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constraints and creativity.
Up until today, this was my approach to weekly content for Functionally Imperative:
Pick an idea to explore on Sunday.
Tease out the idea for a few days.
Commit to a structure and thesis.
Finish it on Thursday night.
Sleep on it.
Review it again on Friday morning.
This serial process of doing one thing at a time has worked well for my first twenty-five weekly posts, but I ran into something odd this week: I’ve approached a topic that I’m excited about but is a bit more complex. I need more time.
I had a choice to make:
Simplify the topic and ship it anyway.
Miss my deadline and donate to the Flat Earth Society.
Pick a new topic for the week on a Thursday night, and let the other story breathe.
Option two is completely off the table. I’ve committed to writing weekly; that won’t change anytime soon. So that leaves me option one or option three. Sometimes, I have opted for option one; in general, it’s a great option. Time constraint is a powerful motivator for completing your work, but this week is different. What I’ve been working on needs more time for research and structural tuning to reach its proper shape. This week, option three is the best choice.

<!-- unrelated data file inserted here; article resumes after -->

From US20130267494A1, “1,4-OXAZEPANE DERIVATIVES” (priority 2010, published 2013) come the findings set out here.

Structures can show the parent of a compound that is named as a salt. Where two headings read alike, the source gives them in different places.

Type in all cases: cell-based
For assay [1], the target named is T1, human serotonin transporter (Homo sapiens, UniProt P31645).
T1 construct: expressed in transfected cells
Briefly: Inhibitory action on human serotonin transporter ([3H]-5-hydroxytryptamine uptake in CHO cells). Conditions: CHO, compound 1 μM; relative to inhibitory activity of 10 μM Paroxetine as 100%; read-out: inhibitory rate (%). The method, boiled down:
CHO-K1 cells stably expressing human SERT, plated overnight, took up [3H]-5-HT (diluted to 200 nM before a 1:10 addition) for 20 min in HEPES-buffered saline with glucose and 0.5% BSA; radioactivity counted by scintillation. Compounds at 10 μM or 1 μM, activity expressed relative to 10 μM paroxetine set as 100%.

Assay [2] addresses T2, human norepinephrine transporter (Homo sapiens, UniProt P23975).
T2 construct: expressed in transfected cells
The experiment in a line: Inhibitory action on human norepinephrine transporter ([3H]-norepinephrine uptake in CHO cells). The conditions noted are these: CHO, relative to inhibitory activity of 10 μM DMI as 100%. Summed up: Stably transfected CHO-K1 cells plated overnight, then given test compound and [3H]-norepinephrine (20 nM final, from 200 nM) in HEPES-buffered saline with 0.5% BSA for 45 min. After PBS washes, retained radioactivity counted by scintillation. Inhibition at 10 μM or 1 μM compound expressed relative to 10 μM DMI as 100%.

It’s important to introspect on your constraints. New and creative solutions can emerge by sticking to the nonnegotiable parts of your process. This is “Yes, and” in action. Give the writing more time and keep to a weekly writing cadence. This sticks to the spirit of the commitment while allowing for creativity in the process.
Notable links this week
An interesting look into how Apple handles virtual cores
Error correction seems to be the big blocker here, but a company has built a 1000+ qubit quantum computer
Rus Cox has written an excellent post exploring the history of trusting trust
a video on the history of thought in non-euclidian space
I had no idea that the number 288 was so special.